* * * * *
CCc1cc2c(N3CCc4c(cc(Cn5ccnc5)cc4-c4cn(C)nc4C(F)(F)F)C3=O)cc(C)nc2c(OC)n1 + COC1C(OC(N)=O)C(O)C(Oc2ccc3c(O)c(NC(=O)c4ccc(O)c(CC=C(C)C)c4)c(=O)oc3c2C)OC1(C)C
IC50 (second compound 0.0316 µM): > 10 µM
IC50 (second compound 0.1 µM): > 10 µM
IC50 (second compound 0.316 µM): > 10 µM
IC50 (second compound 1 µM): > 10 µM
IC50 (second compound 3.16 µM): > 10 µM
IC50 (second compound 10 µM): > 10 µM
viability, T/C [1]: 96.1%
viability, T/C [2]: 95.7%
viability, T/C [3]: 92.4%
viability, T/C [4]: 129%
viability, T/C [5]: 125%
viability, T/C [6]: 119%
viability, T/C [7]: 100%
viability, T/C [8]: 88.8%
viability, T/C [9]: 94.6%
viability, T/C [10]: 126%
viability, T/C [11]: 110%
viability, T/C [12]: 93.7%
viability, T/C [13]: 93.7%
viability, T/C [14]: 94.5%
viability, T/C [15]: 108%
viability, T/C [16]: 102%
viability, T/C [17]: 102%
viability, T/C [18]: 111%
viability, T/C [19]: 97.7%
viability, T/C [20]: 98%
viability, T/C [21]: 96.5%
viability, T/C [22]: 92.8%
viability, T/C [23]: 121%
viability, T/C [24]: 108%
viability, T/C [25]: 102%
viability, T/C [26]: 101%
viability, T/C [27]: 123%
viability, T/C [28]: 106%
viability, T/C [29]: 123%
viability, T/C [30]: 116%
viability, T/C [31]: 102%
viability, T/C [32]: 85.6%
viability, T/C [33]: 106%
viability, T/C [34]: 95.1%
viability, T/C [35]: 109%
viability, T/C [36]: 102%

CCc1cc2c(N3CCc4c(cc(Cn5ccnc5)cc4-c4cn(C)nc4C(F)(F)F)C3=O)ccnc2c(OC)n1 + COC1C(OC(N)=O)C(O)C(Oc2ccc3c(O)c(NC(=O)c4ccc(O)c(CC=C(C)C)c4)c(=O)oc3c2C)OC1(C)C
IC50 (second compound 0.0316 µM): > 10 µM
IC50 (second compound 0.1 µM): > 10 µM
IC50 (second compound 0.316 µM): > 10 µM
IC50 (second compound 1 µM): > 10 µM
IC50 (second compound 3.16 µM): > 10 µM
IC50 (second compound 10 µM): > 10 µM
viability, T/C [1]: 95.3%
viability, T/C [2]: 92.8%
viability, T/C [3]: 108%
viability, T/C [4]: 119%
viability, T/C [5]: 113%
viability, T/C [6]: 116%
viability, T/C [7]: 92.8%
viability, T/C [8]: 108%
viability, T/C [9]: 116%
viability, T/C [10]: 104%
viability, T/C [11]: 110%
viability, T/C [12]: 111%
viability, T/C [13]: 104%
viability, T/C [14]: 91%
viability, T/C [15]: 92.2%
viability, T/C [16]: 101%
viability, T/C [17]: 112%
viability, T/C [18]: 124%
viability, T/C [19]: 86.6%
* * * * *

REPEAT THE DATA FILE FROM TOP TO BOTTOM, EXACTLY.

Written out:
CCc1cc2c(N3CCc4c(cc(Cn5ccnc5)cc4-c4cn(C)nc4C(F)(F)F)C3=O)cc(C)nc2c(OC)n1 + COC1C(OC(N)=O)C(O)C(Oc2ccc3c(O)c(NC(=O)c4ccc(O)c(CC=C(C)C)c4)c(=O)oc3c2C)OC1(C)C
IC50 (second compound 0.0316 µM): > 10 µM
IC50 (second compound 0.1 µM): > 10 µM
IC50 (second compound 0.316 µM): > 10 µM
IC50 (second compound 1 µM): > 10 µM
IC50 (second compound 3.16 µM): > 10 µM
IC50 (second compound 10 µM): > 10 µM
viability, T/C [1]: 96.1%
viability, T/C [2]: 95.7%
viability, T/C [3]: 92.4%
viability, T/C [4]: 129%
viability, T/C [5]: 125%
viability, T/C [6]: 119%
viability, T/C [7]: 100%
viability, T/C [8]: 88.8%
viability, T/C [9]: 94.6%
viability, T/C [10]: 126%
viability, T/C [11]: 110%
viability, T/C [12]: 93.7%
viability, T/C [13]: 93.7%
viability, T/C [14]: 94.5%
viability, T/C [15]: 108%
viability, T/C [16]: 102%
viability, T/C [17]: 102%
viability, T/C [18]: 111%
viability, T/C [19]: 97.7%
viability, T/C [20]: 98%
viability, T/C [21]: 96.5%
viability, T/C [22]: 92.8%
viability, T/C [23]: 121%
viability, T/C [24]: 108%
viability, T/C [25]: 102%
viability, T/C [26]: 101%
viability, T/C [27]: 123%
viability, T/C [28]: 106%
viability, T/C [29]: 123%
viability, T/C [30]: 116%
viability, T/C [31]: 102%
viability, T/C [32]: 85.6%
viability, T/C [33]: 106%
viability, T/C [34]: 95.1%
viability, T/C [35]: 109%
viability, T/C [36]: 102%

CCc1cc2c(N3CCc4c(cc(Cn5ccnc5)cc4-c4cn(C)nc4C(F)(F)F)C3=O)ccnc2c(OC)n1 + COC1C(OC(N)=O)C(O)C(Oc2ccc3c(O)c(NC(=O)c4ccc(O)c(CC=C(C)C)c4)c(=O)oc3c2C)OC1(C)C
IC50 (second compound 0.0316 µM): > 10 µM
IC50 (second compound 0.1 µM): > 10 µM
IC50 (second compound 0.316 µM): > 10 µM
IC50 (second compound 1 µM): > 10 µM
IC50 (second compound 3.16 µM): > 10 µM
IC50 (second compound 10 µM): > 10 µM
viability, T/C [1]: 95.3%
viability, T/C [2]: 92.8%
viability, T/C [3]: 108%
viability, T/C [4]: 119%
viability, T/C [5]: 113%
viability, T/C [6]: 116%
viability, T/C [7]: 92.8%
viability, T/C [8]: 108%
viability, T/C [9]: 116%
viability, T/C [10]: 104%
viability, T/C [11]: 110%
viability, T/C [12]: 111%
viability, T/C [13]: 104%
viability, T/C [14]: 91%
viability, T/C [15]: 92.2%
viability, T/C [16]: 101%
viability, T/C [17]: 112%
viability, T/C [18]: 124%
viability, T/C [19]: 86.6%